N2 - Abstract In this work antimicrobial activity of eight Finnish berries and their phenolic extracts were measured against selected Gram-positive and Gram-negative human pathogens. The results showed that berry compounds selectively inhibit the growth of pathogenic bacterial species, specially Salmonella and Staphylococcus strains, and cloudberry and raspberry were the best inhibitors. In general, berry compounds did not affect the growth of probiotic Lactobacillus rhamnosus strain and of Listeria strains. The only exception was cranberry, which inhibited the growth of Listeria bacteria. Introduction Berries are good sources of plant phenolics which besides their other health-inducing effects have been found to possess antimicrobial activities. Our previous studies showed that phenolic berry extracts especially inhibited the growth of Gram-negative but not Gram-positive bacteria such as Lactobacillus. Especially cloudberry, raspberry and strawberry extracts proved to be strong inhibitors of the avirulent Salmonella (I ). Materials and methods Bilberry (Vaccinium myrtillus), lingonberry (Vaccinium vitis-idaea), cranberry (Vaccinium oxycoccus), raspberry (Rubus idaeus, var. Ottawa), cloudberry (Rubus chamaemorus), strawberry (Fragaria ananassa Seaga Sengana), blackcurrant (Rites nigrum, var. Ojeby) and sea buckthorn berry (Hippophae rhamnoides), were used in the study. For antimicrobial studies berries were freeze-dried and ground to fine powder. Phenolics were extracted from the berries by aqueous 70% acetone (2). Antimicrobial activity of freeze-dried grounded berries (2 or 10 mg/ml) and phenolic berry extracts (1 or 5 mg/ml) was analysed by determining the bacterial growth curves in liquid cultures (I). The bacterial strains used were Listeria monocytogenes VTT E-991205, L. innocua VTT E-981011, Salmonella enterica ser. Typhimurium VTT E-981151, S. enterica ser. Infantis VTT E-97738, Staphylococcus aureus VTT E-70045 and Lactobacillus rhamnosus VTT E-96666 (ATCC 53103). Results discussion Salmonella strains were inhibited by all the berries. Cloudberry, raspberry, strawberry and bilberry extracts inhibited the growth during the first 12 h incubation. However, during the next 12 h the number of viable cells started to increase. Cloudberry extract was the best inhibitor showing strong antimicrobial effects. Slaphylococcus strains were strongly inhibited by all the berries and berry extracts. The number of viable cells did not increase at the end of cultivation. The tested Listeria or Lactobacillus strains were not sensitive to berries or berry extracts, with the exception of cranberry, which showed inhibitory effects against Listeria bacteria (Figure 1). The results showed that antimicrobial properties of the berry compounds aren't restricted to the avirulent Salmonella but inhibited also the virulent strains. The inhibition of the Staphylococcus aureus suggessted that also the structure of Gram-positive bacteria is sensitive to the antimicrobial compounds of the berries. Bioactive berry compounds seem to inhibit the growth of pathogenic bacteria with several mechanisms. The difference in the antimicrobial properties of the berries and the berry extracts also suggested that other bioactive compounds are involved in the cell growth inhibition. In the future, the most interesting berry extracts will be fractionated with the aim of identifying the antimicrobially active components. In addition the mechanism of action against gastrointestinal bacteria, especially intestinal pathogens, will be extensively studied. The results will be utilised in functional food development and in pharmaceutical applications. 

AB - Abstract In this work antimicrobial activity of eight Finnish berries and their phenolic extracts were measured against selected Gram-positive and Gram-negative human pathogens. The results showed that berry compounds selectively inhibit the growth of pathogenic bacterial species, specially Salmonella and Staphylococcus strains, and cloudberry and raspberry were the best inhibitors. In general, berry compounds did not affect the growth of probiotic Lactobacillus rhamnosus strain and of Listeria strains. The only exception was cranberry, which inhibited the growth of Listeria bacteria. Introduction Berries are good sources of plant phenolics which besides their other health-inducing effects have been found to possess antimicrobial activities. Our previous studies showed that phenolic berry extracts especially inhibited the growth of Gram-negative but not Gram-positive bacteria such as Lactobacillus. Especially cloudberry, raspberry and strawberry extracts proved to be strong inhibitors of the avirulent Salmonella (I ). Materials and methods Bilberry (Vaccinium myrtillus), lingonberry (Vaccinium vitis-idaea), cranberry (Vaccinium oxycoccus), raspberry (Rubus idaeus, var. Ottawa), cloudberry (Rubus chamaemorus), strawberry (Fragaria ananassa Seaga Sengana), blackcurrant (Rites nigrum, var. Ojeby) and sea buckthorn berry (Hippophae rhamnoides), were used in the study. For antimicrobial studies berries were freeze-dried and ground to fine powder. Phenolics were extracted from the berries by aqueous 70% acetone (2). Antimicrobial activity of freeze-dried grounded berries (2 or 10 mg/ml) and phenolic berry extracts (1 or 5 mg/ml) was analysed by determining the bacterial growth curves in liquid cultures (I). The bacterial strains used were Listeria monocytogenes VTT E-991205, L. innocua VTT E-981011, Salmonella enterica ser. Typhimurium VTT E-981151, S. enterica ser. Infantis VTT E-97738, Staphylococcus aureus VTT E-70045 and Lactobacillus rhamnosus VTT E-96666 (ATCC 53103). Results discussion Salmonella strains were inhibited by all the berries. Cloudberry, raspberry, strawberry and bilberry extracts inhibited the growth during the first 12 h incubation. However, during the next 12 h the number of viable cells started to increase. Cloudberry extract was the best inhibitor showing strong antimicrobial effects. Slaphylococcus strains were strongly inhibited by all the berries and berry extracts. The number of viable cells did not increase at the end of cultivation. The tested Listeria or Lactobacillus strains were not sensitive to berries or berry extracts, with the exception of cranberry, which showed inhibitory effects against Listeria bacteria (Figure 1). The results showed that antimicrobial properties of the berry compounds aren't restricted to the avirulent Salmonella but inhibited also the virulent strains. The inhibition of the Staphylococcus aureus suggessted that also the structure of Gram-positive bacteria is sensitive to the antimicrobial compounds of the berries. Bioactive berry compounds seem to inhibit the growth of pathogenic bacteria with several mechanisms. The difference in the antimicrobial properties of the berries and the berry extracts also suggested that other bioactive compounds are involved in the cell growth inhibition. In the future, the most interesting berry extracts will be fractionated with the aim of identifying the antimicrobially active components. In addition the mechanism of action against gastrointestinal bacteria, especially intestinal pathogens, will be extensively studied. The results will be utilised in functional food development and in pharmaceutical applications.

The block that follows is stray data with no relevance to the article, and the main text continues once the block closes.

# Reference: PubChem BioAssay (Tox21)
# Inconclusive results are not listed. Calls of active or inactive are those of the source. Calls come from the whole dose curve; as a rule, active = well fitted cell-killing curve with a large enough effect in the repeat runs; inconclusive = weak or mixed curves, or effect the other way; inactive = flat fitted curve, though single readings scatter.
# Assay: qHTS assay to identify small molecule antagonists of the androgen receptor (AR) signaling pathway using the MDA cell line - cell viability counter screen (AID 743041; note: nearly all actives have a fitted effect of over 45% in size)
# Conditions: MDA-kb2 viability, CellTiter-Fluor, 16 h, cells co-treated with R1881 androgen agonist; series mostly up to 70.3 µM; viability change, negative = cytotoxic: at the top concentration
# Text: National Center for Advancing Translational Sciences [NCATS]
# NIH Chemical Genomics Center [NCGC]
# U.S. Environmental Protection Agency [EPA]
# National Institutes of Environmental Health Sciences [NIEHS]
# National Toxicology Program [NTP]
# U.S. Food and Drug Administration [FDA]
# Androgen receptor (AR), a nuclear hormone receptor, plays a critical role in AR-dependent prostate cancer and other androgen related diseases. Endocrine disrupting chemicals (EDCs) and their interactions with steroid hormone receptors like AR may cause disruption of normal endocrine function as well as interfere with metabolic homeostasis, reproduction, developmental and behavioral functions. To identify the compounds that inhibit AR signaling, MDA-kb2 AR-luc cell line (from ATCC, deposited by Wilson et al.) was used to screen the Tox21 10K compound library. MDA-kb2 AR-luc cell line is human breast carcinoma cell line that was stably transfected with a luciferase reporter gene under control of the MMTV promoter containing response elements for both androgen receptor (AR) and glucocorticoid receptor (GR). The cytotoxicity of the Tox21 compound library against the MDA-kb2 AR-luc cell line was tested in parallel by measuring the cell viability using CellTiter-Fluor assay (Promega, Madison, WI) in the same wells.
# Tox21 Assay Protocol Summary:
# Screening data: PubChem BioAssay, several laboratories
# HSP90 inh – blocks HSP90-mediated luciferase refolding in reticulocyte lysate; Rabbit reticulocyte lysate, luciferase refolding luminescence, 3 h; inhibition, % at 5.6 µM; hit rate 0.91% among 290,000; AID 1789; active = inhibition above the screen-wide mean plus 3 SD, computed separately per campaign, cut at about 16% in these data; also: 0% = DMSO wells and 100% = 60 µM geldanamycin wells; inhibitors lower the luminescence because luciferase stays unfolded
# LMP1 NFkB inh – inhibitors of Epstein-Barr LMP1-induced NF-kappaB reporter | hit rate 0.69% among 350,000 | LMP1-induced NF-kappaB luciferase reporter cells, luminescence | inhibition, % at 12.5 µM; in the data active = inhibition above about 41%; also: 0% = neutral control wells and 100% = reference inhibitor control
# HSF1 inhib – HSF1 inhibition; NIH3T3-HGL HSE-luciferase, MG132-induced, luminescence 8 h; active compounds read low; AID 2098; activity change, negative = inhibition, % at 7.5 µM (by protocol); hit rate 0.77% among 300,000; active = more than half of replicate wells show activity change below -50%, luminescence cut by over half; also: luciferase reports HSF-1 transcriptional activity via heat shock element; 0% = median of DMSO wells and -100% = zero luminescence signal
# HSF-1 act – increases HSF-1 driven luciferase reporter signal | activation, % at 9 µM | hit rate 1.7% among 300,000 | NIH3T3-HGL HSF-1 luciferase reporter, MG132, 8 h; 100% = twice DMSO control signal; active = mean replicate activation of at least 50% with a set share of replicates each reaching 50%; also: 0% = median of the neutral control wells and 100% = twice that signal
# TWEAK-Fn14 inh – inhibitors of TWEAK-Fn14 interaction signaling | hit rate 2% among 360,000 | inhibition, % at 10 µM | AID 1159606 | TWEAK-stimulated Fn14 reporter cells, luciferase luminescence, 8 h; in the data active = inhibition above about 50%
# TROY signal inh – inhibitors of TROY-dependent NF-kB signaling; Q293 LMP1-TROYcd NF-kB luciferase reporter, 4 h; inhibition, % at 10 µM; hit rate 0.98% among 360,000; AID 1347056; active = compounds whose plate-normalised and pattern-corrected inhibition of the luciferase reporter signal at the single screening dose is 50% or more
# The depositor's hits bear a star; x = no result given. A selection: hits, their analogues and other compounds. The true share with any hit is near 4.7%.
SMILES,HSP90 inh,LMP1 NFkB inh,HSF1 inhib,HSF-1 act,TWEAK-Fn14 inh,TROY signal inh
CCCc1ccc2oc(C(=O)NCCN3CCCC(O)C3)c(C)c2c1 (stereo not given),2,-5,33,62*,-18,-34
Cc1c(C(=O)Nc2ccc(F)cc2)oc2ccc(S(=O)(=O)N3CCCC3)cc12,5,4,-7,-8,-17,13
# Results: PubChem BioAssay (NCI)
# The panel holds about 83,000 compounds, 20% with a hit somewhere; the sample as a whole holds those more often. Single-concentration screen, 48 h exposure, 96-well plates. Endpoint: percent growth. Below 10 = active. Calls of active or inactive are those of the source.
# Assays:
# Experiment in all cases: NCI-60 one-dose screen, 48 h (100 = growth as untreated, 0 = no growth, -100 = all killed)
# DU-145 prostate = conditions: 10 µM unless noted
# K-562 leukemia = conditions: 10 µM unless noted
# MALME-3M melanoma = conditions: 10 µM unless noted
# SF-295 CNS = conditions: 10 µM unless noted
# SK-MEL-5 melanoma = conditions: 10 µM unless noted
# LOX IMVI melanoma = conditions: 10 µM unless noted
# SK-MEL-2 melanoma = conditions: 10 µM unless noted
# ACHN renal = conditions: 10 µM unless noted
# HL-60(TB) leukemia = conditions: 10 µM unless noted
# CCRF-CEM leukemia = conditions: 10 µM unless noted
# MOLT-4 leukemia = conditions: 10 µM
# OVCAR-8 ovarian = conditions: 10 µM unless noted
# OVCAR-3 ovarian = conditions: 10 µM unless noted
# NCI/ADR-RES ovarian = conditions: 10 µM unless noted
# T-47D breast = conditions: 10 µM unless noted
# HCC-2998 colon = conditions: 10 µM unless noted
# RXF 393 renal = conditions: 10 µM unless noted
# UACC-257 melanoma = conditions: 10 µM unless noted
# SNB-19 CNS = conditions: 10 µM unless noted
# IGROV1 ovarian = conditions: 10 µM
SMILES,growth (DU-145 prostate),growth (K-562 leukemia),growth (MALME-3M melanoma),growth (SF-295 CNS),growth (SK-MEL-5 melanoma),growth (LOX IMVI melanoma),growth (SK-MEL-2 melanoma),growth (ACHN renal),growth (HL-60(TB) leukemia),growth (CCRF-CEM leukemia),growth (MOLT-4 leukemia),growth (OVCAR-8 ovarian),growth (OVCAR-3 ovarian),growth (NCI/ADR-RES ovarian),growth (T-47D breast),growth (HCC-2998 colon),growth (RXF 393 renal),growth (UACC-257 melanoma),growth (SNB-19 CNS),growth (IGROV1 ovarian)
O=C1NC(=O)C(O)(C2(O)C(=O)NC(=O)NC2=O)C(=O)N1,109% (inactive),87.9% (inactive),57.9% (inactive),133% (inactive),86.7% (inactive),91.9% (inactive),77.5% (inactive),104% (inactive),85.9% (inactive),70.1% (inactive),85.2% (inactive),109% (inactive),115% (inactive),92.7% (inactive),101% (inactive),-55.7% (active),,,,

M3 - Conference article in proceedings

SP - 347

EP - 348

BT - Polyphenols Communications 2004

A2 - Hoikkala, Antti

A2 - Soidinsalo, Otto

PB - University of Helsinki

CY - Helsinki

ER -

Puupponen-Pimiä R, Nohynek L, Kähkönen M, Heinonen M, Oksman-Caldentey K-M. Effect of berry phenolics on gastrointestinal microbes. In Hoikkala A, Soidinsalo O, editors, Polyphenols Communications 2004. Helsinki: University of Helsinki. 2004. p. 347-348